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Leaks after a year.
Oct 8, 2009 (Updated Dec 30, 2010)
a Very Helpful Review
by the Epinions community
Pros:Substantial, hot steaminess in abundance, glides over wrinkles with ease.
Cons:Leaks after a year. Too big and heavy for some, expensive, potentially fragile?
The Bottom Line: After a year of use, iron begins to leak. This expensive iron does not live up to its price.
Important Update: About a year after purchase, this iron developed a leak. It appears that the reservoir for steam/spray, which is formed by joining two plastic molded pieces together with a flexible black adhesive/sealant, started leaking. The best I can determine, the leak is coming from the joint itself where the sealant has proven inadequate to hold the water back. In any case, the performance of the iron was fine throughout the year, no leaks from the soleplate, but the iron began to drip water out of the heel rest near the power cord. This is a safety issue and the iron is out of service and returned to the store. I have to change the rating to one star. An iron costing $130 must last longer than a year. I have left my review of the iron prior to the leak below for reference, but have changed the title of the review and the rating/recommendation to reflect the failure.
Recommend this product?
It is one thing to plop down $45 for a shiny new iron down at Walmart, quite another to plop down $130 for one at the Bed Bath and Beyond. But that's just what I found myself doing last week, from desperation if nothing else. If you just happened upon this review, please note that it is one of a series of, count them, FOUR separate reviews of irons I have tried, reviewed, and, mostly, rejected. In a nutshell, I recently retired from full-time work in order to work as a freelance writer and editor. Since that work allows me to be home during the day I took it upon myself to take over ironing my wife's clothes for her. No big deal, except for I do not like ironing without steam and every steam iron I had poured water into had leaked like a pasta colander. Damned sucky irons were all waterspotting the woman's clothes and making me look bad. I was spending way more time trying to fight the drips than I was ironing. So I did what any sane individual would do: I resolved to throw money at the problem. I began to research higher end irons originating, not from China or Taiwan, but from Japan or Europe or even the USA, not that you would ever find an iron made over here anymore. All of the American manufacturers seem to have outsourced their products to China to manufacture. It shows, too.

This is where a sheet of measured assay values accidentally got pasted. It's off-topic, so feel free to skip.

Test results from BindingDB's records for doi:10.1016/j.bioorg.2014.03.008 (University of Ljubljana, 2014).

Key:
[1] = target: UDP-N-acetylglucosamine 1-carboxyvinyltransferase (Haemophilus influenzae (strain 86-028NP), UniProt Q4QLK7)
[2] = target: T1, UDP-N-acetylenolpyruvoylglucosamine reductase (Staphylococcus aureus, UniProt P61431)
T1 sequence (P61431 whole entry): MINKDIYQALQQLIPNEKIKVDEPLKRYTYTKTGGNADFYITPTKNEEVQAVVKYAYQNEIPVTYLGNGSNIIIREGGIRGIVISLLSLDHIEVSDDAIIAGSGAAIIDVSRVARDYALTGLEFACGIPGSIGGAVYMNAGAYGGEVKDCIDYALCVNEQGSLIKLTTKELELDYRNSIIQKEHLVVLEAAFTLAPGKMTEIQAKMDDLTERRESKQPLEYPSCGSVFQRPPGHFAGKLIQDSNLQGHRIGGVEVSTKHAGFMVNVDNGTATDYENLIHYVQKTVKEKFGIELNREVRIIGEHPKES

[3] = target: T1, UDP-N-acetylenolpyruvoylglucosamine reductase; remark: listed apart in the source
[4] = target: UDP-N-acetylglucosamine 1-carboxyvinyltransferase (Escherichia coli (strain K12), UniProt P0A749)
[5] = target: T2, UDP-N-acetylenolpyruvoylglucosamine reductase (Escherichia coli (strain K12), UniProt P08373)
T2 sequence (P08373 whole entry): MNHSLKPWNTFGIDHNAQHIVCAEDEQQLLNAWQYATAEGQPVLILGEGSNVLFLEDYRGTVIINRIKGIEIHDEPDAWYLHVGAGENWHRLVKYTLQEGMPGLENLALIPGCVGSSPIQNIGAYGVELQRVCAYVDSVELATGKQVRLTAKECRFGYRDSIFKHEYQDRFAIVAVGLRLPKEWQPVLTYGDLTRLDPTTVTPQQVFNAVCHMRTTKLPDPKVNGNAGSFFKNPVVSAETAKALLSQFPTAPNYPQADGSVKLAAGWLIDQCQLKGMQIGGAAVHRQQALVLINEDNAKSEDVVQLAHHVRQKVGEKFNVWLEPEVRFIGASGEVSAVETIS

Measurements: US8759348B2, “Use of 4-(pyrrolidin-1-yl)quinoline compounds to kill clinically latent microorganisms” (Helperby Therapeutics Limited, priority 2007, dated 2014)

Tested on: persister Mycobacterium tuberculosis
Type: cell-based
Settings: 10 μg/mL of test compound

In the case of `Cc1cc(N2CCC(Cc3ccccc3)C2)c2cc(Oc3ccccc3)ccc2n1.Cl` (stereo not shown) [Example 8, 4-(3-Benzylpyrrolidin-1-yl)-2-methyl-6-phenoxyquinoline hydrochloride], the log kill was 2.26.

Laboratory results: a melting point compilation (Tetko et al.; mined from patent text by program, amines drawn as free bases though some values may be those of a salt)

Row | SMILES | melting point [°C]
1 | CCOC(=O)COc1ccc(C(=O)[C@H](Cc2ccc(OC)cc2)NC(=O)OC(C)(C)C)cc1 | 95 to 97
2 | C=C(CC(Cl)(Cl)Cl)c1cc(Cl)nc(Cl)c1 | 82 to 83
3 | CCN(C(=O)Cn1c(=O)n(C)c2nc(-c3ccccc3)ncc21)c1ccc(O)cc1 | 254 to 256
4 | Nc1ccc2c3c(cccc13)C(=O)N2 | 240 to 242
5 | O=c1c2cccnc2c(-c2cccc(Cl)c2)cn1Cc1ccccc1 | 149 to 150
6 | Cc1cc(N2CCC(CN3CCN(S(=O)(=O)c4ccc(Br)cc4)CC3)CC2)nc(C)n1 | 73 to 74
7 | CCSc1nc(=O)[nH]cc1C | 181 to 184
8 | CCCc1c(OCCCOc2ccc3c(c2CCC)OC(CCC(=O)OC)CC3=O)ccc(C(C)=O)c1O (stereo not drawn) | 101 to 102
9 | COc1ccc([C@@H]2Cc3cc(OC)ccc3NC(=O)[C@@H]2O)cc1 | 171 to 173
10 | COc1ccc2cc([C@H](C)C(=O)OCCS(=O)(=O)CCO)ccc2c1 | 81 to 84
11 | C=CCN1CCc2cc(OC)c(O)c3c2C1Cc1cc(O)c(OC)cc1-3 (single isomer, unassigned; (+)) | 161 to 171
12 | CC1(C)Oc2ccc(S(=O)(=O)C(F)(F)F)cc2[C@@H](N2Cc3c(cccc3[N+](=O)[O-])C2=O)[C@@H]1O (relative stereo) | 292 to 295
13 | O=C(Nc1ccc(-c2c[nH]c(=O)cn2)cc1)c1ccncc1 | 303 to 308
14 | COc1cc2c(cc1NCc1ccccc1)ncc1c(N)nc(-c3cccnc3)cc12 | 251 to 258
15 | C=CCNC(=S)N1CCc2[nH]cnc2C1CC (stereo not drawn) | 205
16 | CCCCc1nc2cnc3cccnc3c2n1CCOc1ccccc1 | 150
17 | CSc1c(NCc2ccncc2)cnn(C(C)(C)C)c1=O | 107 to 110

Well, schooling myself in the gestalt of expensive, high-quality, irons was something I had plenty of time to do as I labored to make the cheap irons I had brought home work. The predominant name in high-end irons, the one that kept popping up when I searched for good irons on Google, was Rowenta.
Rowenta? Where in the heck do those come from? One of the pages I looked at for one of the models (a steam generator type) said the country of origin was France? France? For an iron?